high current battery charger

Discussion in 'General Electronics Chat' started by new_bro, Feb 1, 2009.

  1. new_bro

    Thread Starter New Member

    Jan 30, 2009
    6
    0
    hi friends

    i have a 100 Amp Lead acid battery.i want to a build quick battery a charger
    which should be able to charge my battery within 6 hours i have been using one battery charger which uses 20 amp rectified supply only, diodes heats very quickly .i want to build a charger using same 20 amp transformer so friends if there is any solutions.




    New_bro
     
  2. SgtWookie

    Expert

    Jul 17, 2007
    22,182
    1,728
    You really don't want to charge a lead-acid battery that quickly, as you will shorten it's life dramatically due to the temperature increase.

    Instead, get several batteries, and charge them at a 5A rate. It will take four times as long to charge them up, but your batteries will last three times as long.
     
  3. new_bro

    Thread Starter New Member

    Jan 30, 2009
    6
    0
    friend
    thank u for ur quick suggestion.in my country we have long power outage .we only have 8hrs supply per day we will not have power for next 16 hours.i really want to build a charger which charges my battery quick ,but i will charge it slowly as u said after each 5 cycles i just want my charger which will be able to limit charging current 5 amp at least and 15 amp at most and also afraid of being battery overcharged n deep discharge.



    new_bro


    -



     
  4. jpanhalt

    AAC Fanatic!

    Jan 18, 2008
    5,699
    907
    Larger diodes or heat sinking them will help control the temperature. However, you can't change the chemistry of lead-acid batteries because you only have 8 hours of power.

    Other battery types have much better fast-charge characteristics, such as NiMH and NiCd, but they are also more expensive.

    One question to consider is how much power do you need for the 16hours without utility power?

    John
     
  5. Wendy

    Moderator

    Mar 24, 2008
    20,766
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    Actually guys, fork lift batteies do this routinely, and they are nothing but lead acid, giant size. I used to get to service those suckers. Hated it, even with full protective gear I had more than one brand new jeans come up swiss cheese.
     
  6. studiot

    AAC Fanatic!

    Nov 9, 2007
    5,005
    513
    Don't you mean 100 amp-hours?

    This is about right for a medium to large sized car.

    A 100 amp battery is meaningless. A typical starter will draw several times this during starting.

    Most UK garages have 100 to 200 amp 'fast' chargers, but would not employ them frequently on an individual standard car battery.

    Most home chargers will readily achieve 5 amps anyway.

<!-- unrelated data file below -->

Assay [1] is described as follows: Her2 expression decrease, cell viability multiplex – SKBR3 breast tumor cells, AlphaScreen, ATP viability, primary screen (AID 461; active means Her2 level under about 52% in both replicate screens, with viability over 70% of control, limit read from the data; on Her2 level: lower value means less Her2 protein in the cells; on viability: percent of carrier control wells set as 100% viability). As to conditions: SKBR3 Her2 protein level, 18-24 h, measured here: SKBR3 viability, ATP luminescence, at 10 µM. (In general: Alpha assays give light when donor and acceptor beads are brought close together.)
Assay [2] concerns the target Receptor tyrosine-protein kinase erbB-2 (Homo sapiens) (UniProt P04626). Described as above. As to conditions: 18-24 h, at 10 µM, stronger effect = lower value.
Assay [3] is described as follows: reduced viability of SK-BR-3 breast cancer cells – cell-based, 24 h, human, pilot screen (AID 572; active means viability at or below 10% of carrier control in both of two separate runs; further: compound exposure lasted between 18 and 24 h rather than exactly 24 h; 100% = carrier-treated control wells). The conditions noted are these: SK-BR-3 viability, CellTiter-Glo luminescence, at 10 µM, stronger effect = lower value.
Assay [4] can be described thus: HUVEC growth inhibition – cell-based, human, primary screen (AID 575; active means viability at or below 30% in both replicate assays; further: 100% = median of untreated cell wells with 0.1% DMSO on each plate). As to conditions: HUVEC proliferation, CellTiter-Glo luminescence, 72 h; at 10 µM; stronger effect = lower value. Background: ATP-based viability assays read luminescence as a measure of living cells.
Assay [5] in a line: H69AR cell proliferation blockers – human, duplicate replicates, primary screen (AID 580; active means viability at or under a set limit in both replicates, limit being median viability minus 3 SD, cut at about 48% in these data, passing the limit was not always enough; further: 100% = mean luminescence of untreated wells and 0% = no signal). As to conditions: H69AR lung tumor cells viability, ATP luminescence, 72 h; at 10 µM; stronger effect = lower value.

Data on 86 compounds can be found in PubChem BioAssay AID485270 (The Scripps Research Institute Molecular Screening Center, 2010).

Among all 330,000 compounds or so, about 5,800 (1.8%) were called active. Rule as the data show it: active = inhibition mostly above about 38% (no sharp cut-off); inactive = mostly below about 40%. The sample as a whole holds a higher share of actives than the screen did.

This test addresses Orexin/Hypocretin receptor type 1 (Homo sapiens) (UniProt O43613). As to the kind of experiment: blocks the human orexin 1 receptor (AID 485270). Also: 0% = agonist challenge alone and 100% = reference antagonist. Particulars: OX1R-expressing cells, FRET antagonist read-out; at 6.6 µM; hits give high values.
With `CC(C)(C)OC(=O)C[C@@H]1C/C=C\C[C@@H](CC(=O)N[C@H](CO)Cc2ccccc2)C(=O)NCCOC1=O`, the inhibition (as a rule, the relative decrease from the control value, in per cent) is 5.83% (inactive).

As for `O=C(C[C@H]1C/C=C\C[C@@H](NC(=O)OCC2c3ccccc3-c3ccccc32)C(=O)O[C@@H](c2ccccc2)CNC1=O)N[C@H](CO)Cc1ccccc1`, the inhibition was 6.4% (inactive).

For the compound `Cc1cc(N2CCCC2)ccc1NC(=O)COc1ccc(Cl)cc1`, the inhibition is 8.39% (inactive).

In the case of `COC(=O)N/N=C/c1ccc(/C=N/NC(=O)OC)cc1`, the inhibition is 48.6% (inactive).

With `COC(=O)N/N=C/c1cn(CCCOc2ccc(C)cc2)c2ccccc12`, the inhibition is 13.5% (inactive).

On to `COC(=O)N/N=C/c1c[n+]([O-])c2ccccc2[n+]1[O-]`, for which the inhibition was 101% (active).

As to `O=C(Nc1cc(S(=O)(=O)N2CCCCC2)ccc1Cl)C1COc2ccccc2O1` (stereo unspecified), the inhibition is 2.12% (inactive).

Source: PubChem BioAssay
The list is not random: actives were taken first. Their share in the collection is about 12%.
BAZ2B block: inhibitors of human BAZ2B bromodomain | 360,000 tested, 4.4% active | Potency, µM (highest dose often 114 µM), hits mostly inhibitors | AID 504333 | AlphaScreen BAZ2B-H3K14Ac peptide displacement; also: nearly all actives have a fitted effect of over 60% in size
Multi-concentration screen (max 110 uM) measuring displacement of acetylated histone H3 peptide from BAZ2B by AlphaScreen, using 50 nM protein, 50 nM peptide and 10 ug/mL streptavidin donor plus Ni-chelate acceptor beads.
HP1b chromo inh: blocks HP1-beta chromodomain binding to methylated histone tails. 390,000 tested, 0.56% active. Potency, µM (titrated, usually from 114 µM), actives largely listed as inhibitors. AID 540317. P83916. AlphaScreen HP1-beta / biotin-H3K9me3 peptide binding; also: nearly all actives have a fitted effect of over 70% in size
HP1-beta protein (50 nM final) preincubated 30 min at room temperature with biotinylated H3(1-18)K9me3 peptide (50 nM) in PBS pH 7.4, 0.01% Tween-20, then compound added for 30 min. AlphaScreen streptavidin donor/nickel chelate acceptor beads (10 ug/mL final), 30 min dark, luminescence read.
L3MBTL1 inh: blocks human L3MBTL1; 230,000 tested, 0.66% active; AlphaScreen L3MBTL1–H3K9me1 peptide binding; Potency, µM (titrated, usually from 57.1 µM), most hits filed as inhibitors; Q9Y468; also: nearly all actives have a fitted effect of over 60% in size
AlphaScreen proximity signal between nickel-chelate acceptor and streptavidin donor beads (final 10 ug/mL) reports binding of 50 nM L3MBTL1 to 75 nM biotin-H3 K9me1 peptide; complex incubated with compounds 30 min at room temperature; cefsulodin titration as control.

Most car alternators charge at at least 20 amps when the engine is running.

    The nominal rated charge current for batteries is known as the 0.1C rate that is the amphour rating divided by ten, so you should be able to do up to 10 amps without worry.

    If you want the best of both worlds get two chargers, a 20 amp plus job and a lower trickle charger. Are you fully discharging the battery between 8 hour on periods? I remember doing this during the infamous 'three day week' we had back along during a strike.
     
  7. Wendy

    Moderator

    Mar 24, 2008
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    2,536
    That sounds about right, fork lift batteries were charging in exess of 120A (some cases almost 200A), then went to trickle charge mode to keep them topped off. One of the weekly PMs on these suckers is to replace the water.
     
  8. new_bro

    Thread Starter New Member

    Jan 30, 2009
    6
    0
    Dear friends thanks all of you ,finally i have build charger which is 10amp.my battery doesn,t get fully charged .i reduced my my consumption and adjusted myself according to load shedding



    new bro
     
  9. thatoneguy

    AAC Fanatic!

    Feb 19, 2009
    6,357
    718
    Make sure you don't use "Sealed Batteries", so that you can check and top off the water with distilled water, although it may be difficult for you to buy there, it can be "made" if you have a stove/small fire and 2 pots. That might give extra life to the batteries, or shorten their lives if adding water containing minerals.

    The Acid doesn't go away, only the water, so to speak, so pop the caps off and check water levels/top off before charging, put them back on when done charging, ready to use. KEEP AWAY FROM FLAME WHILE CHARGING! Sealed Battery or not! They release explosive fumes, such as hydrogen.
     
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